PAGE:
With each offseason milestone, more and more information comes out that gives us a hint of the product the Dallas Cowboys are going to put on the field in 2019. Though they’re only practicing in shorts and helmets during the offseason training activities, certain things can be gleaned from those practices.
Most practices were closed to the media and the practices that were open to the media only offer a glimmer of what we’ll see come September, but let’s attempt to unwrap some of what happened over the last couple of weeks.
Dak Prescott’s Deep Ball is Progressing
Much has been made, and possibly exaggerated, of Dak’s ability to throw deep in the passing game from 2018.
In 2018, Prescott ranked 16th in attempts that traveled 20 yards or more down the field. He was 19th in completions and 18th in adjusted completion percentage among players with at least 46 attempts., per Pro Football Focus. Though Dak was middle of the pack in those stats, he was fourth in passer rating on throws greater than 20 yards.
It’s an area that definitely required some improvement, but not nearly as bad as some would make it out to be.
One of the constant themes from these practices were the reports of Dak Prescott’s deep passing ability. On Wednesday in particular, it sounded like every throw he completed was going deep down the field. Now, that’s not the case, but from the reports, it sounds like he’s gotten more accurate and more confident with his deep ball.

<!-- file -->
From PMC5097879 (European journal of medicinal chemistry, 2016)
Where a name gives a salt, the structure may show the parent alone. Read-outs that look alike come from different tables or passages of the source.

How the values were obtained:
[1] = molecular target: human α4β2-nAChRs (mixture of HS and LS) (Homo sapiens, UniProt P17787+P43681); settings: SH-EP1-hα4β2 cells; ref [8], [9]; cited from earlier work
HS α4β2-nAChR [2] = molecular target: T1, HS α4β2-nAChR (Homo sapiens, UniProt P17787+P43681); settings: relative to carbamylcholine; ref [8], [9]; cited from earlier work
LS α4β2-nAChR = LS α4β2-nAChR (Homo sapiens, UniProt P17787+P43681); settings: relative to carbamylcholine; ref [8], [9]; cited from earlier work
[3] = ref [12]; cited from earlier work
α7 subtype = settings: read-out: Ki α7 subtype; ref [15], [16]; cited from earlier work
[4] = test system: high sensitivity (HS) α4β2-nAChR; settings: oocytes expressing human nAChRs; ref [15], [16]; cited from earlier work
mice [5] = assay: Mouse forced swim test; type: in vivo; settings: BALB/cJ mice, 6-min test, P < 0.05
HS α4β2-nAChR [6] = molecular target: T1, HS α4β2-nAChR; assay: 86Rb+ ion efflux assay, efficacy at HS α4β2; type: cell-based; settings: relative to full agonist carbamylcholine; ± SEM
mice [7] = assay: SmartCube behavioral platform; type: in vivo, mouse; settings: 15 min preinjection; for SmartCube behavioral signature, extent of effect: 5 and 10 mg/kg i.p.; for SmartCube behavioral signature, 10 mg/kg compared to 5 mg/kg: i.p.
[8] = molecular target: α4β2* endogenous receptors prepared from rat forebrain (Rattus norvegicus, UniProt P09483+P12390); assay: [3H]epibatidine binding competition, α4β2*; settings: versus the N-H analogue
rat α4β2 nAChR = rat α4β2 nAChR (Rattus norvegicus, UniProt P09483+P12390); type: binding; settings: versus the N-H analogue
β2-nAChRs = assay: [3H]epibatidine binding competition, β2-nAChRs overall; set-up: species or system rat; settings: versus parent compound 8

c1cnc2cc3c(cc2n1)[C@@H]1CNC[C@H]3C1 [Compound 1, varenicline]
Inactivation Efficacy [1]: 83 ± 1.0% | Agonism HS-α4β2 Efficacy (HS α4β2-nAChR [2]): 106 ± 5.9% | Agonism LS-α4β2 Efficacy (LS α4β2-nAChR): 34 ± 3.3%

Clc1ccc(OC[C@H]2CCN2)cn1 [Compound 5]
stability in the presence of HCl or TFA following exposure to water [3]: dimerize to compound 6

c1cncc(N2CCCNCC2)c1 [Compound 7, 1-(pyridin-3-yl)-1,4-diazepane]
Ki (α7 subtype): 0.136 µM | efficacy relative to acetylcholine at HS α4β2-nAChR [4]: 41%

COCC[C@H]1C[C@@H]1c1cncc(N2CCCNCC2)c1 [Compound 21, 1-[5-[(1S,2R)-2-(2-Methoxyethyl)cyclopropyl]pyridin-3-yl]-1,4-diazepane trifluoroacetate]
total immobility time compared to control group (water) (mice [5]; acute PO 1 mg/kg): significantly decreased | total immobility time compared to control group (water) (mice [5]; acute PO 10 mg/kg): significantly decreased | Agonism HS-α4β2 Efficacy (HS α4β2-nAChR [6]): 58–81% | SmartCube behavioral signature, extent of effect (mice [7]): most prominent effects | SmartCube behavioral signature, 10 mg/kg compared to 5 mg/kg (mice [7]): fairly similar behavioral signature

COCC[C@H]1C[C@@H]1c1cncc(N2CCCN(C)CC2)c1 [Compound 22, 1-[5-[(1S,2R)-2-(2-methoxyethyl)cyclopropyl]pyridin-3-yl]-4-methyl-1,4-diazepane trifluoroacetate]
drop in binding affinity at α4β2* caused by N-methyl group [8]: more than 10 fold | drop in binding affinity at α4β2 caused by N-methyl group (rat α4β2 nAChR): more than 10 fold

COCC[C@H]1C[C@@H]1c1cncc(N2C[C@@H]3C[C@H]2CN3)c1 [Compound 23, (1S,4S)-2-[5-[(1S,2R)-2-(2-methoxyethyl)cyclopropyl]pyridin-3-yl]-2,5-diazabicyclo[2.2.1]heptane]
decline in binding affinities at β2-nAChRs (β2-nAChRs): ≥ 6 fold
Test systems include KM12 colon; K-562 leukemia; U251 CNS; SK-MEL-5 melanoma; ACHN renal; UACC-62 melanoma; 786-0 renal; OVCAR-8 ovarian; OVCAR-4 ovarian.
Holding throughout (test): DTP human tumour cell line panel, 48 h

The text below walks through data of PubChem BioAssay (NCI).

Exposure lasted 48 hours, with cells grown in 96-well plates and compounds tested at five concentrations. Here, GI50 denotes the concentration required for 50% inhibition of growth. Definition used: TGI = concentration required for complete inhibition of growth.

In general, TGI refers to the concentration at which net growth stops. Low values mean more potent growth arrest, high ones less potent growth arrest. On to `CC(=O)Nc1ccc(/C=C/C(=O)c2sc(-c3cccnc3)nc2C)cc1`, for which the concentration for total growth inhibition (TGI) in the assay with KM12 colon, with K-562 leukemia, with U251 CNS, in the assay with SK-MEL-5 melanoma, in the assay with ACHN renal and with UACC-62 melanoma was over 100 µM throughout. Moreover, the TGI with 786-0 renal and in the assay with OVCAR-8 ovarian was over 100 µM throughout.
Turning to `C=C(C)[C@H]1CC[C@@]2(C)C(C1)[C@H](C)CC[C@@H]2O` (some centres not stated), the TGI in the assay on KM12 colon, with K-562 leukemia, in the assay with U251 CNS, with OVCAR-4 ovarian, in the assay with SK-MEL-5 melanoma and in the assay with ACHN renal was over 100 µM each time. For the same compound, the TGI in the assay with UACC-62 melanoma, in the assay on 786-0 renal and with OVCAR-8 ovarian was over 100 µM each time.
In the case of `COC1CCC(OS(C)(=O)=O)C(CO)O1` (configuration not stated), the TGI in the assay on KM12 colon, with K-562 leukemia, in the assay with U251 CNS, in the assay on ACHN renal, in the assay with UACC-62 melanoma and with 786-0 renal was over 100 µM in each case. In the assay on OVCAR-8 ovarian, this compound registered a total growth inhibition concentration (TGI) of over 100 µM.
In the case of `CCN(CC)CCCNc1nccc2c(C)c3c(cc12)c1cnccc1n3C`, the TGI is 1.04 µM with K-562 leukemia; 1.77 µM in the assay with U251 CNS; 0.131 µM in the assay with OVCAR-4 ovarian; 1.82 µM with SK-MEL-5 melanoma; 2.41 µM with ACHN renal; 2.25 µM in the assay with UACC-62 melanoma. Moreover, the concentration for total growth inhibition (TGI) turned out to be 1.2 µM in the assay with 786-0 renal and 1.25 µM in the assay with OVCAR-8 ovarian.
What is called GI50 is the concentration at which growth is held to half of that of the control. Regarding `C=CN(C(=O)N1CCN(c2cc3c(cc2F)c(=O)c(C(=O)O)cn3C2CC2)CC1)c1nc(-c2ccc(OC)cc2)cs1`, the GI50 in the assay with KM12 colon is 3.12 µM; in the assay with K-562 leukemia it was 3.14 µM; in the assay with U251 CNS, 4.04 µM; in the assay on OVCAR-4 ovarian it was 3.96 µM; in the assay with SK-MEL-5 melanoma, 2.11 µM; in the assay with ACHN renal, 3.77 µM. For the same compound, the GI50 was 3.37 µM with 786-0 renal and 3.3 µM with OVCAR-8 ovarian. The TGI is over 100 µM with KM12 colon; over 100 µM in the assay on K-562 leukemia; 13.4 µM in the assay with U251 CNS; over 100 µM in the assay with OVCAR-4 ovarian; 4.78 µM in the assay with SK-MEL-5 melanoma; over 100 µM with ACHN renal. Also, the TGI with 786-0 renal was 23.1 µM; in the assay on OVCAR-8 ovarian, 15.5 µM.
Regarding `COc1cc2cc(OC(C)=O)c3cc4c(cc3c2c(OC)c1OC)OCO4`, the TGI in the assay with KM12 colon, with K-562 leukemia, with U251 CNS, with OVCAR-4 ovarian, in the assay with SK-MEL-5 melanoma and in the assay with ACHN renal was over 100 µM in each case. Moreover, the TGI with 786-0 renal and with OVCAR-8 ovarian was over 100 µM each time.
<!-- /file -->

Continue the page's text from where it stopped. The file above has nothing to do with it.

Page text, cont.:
Dak Prescott doesn’t have to become Patrick Mahomes when throwing deep, but improvement should always be the goal. Even if he’s only marginally better throwing deep in 2019, it’s going to make the offense a lot better as teams can’t sit on the underneath stuff or stack the box against Ezekiel Elliott.
Waves and Waves of Rushmen
With DeMarcus Lawrence (rehabbing his shoulder surgery), Taco Charlton (rehabbing his shoulder and foot injuries), and Randy Gregory (suspension) out of team drills, there have been more snaps for players like Kerry Hyder and Dorance Armstrong behind Robert Quinn and Tyrone Crawford.
The Cowboys could easily take six or seven defensive ends on the 53-man roster, and I predicted as such in my recent 53-man roster projection. From the observations made by media that was present, Quinn, Hyder, and Armstrong all made positive impressions during these practices.
For Armstrong, getting more snaps with those guys out could be huge for his second-year development in the NFL as he gets to go against better competition that he might otherwise with top of the depth chart options available. He played well during training camp and the preseason, but was limited in his snaps during the regular season and played fairly well considering he wasn’t getting regular snaps.